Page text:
1) Grand-average waveforms (shown in the supplementary information, Experiment 1) show a complete absence of location-specific eye movements prior to or synchronous with auricular responses. This does not rule out an effect of eye movements that were too small to be recorded with EOG which, as the reviewer notes, has a resolution of about 2 degrees of arc.

2) However, Wilson’s phenomenon is rarely elicited by eye movements less than 30 degrees (Urban, Marczynski, and Hopf, 1993). Furthermore, the enhancement of PAM activity appears to become laterally specific (ipsi > contra) only for gaze shifts greater than about 40 degrees (Patuzzi and O’Beirne, 1999, Figure 4). Our EOG recordings were certainly adequate for detecting ocular movements of this size.

3) There were large saccades in Experiment 2 as participants moved from the right edge of one line of text to the left edge of the next line of text. Inspection of single epochs failed to identify any systematic association between PAM responses and large saccades, see Author response image 1 for four representative trials.

Author response image 1
Macrosaccades in the EOG (black line) during reading in Experiment 1 for subject 15 as example (a subject with large, clear PAM activations).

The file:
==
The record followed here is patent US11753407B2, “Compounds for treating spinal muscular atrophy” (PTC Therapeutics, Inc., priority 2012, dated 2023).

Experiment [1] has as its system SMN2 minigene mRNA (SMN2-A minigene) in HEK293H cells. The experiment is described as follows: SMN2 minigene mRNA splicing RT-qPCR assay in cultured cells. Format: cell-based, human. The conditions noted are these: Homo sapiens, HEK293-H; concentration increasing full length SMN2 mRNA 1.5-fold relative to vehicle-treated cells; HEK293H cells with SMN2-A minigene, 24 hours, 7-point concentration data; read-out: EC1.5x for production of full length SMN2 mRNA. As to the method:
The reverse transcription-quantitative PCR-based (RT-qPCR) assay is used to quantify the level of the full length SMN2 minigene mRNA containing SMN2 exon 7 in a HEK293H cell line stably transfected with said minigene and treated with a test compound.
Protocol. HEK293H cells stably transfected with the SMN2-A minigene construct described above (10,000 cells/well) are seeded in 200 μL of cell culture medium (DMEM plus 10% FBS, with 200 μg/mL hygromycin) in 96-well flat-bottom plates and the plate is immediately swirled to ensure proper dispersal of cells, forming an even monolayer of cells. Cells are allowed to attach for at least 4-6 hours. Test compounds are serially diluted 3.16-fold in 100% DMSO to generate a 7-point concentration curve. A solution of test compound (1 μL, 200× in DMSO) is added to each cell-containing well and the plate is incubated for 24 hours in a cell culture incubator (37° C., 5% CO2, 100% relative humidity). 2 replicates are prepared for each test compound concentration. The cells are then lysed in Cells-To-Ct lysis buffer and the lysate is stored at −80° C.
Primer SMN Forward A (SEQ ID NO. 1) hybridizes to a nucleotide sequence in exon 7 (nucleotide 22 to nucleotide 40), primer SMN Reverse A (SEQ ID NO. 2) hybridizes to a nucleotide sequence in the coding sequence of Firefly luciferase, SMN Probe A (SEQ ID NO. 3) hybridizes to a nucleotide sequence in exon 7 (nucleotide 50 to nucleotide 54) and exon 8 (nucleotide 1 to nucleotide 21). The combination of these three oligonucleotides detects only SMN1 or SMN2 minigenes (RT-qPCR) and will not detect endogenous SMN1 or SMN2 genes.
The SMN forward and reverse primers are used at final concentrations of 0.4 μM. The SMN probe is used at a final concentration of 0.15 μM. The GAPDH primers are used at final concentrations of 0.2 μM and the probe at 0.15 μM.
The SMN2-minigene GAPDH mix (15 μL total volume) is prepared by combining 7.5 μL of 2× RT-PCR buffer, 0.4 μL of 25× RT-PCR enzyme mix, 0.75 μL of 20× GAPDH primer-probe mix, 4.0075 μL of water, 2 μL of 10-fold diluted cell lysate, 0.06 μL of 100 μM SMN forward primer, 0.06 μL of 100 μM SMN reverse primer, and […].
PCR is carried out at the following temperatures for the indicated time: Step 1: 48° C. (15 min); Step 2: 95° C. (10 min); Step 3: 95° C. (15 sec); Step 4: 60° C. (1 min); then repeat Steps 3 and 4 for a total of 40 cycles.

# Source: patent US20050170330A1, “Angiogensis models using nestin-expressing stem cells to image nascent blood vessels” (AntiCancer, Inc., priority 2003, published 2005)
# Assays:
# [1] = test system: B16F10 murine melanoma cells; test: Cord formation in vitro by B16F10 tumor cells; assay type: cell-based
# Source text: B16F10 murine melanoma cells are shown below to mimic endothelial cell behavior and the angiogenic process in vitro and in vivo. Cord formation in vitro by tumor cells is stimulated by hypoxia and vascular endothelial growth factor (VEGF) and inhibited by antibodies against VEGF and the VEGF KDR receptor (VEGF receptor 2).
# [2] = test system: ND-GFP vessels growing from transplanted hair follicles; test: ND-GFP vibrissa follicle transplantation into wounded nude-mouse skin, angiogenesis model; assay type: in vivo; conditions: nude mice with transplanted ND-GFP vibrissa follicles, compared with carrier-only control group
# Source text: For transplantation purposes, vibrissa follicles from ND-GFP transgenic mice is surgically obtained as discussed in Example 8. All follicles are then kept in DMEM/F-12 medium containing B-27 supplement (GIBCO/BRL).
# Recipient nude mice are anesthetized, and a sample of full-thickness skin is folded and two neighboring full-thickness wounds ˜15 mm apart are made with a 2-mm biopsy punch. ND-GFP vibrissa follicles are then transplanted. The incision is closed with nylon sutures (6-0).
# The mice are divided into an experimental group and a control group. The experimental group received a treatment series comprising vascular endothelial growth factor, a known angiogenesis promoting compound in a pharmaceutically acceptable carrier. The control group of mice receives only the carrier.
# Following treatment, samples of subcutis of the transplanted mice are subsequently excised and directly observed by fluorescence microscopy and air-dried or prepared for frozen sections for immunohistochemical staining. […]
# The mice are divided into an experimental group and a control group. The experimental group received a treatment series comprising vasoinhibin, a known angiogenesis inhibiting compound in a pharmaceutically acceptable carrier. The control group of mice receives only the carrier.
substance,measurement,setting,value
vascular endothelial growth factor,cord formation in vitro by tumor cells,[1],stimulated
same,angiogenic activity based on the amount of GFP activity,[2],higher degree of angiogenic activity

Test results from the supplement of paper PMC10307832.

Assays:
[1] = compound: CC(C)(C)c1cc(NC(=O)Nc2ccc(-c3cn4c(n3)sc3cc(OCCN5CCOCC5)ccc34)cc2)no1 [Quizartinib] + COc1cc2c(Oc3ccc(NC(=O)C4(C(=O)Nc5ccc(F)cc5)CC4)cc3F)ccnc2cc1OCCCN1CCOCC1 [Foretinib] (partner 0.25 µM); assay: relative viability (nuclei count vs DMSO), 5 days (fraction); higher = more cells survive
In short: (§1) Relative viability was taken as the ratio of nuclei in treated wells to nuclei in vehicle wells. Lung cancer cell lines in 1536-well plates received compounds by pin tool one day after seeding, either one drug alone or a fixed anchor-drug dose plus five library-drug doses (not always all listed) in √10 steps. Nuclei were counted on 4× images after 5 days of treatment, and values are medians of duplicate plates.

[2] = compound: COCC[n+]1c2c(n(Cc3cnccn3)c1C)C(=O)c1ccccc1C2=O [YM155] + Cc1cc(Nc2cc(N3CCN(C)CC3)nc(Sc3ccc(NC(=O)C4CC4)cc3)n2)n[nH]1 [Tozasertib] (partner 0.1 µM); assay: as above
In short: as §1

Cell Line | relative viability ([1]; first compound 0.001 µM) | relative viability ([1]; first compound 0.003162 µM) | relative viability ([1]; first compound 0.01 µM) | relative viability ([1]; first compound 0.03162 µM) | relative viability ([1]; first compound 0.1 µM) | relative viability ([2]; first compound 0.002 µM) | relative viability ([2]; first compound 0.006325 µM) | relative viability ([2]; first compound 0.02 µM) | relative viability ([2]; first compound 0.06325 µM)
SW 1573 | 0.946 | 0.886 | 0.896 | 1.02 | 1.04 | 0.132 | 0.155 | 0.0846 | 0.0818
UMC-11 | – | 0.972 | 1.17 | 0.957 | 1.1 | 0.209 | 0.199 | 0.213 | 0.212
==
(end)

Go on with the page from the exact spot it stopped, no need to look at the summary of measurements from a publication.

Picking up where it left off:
It is noticeable that the muscle activations are not linked to the macrosaccades.

4) Activation of TAM during Wilson’s phenomenon exhibits lateral asymmetry in the direction opposite to that of our findings. Visible movements (Gertle and Wilkinson, 1929) and EMG activity (Urban et al., 1993) for this muscle are greater on the side opposite to the direction of gaze. By contrast, in our study TAM activation was enhanced when attention was elicited by sounds on the same side as the muscle.

5) Only the very fastest saccades (Fischer and Ramsperger, 1984) have a latency comparable to that of the auricular responses documented by our study (70 ms).

6) The latency of TAM responses with respect to onset of the eye movement in Wilson’s phenomenon averages about 340 ms (Schmidt and Thoden, 1978), far too slow to contribute to the attention effects we have documented in Experiment 1.

Nonetheless, we clearly state now in the revision that our experiment is not designed to discover or analyze interactions beyond of what is currently known about Wilson’s phenomenon in ear-eye interaction (i.e., that it is slow and only occurs during large, sustained gaze shifts). Especially in the light of recent of work of Jennifer Groh’s group, there is a lot of room for future investigations on this topic. We hope that our results help to stimulate such research.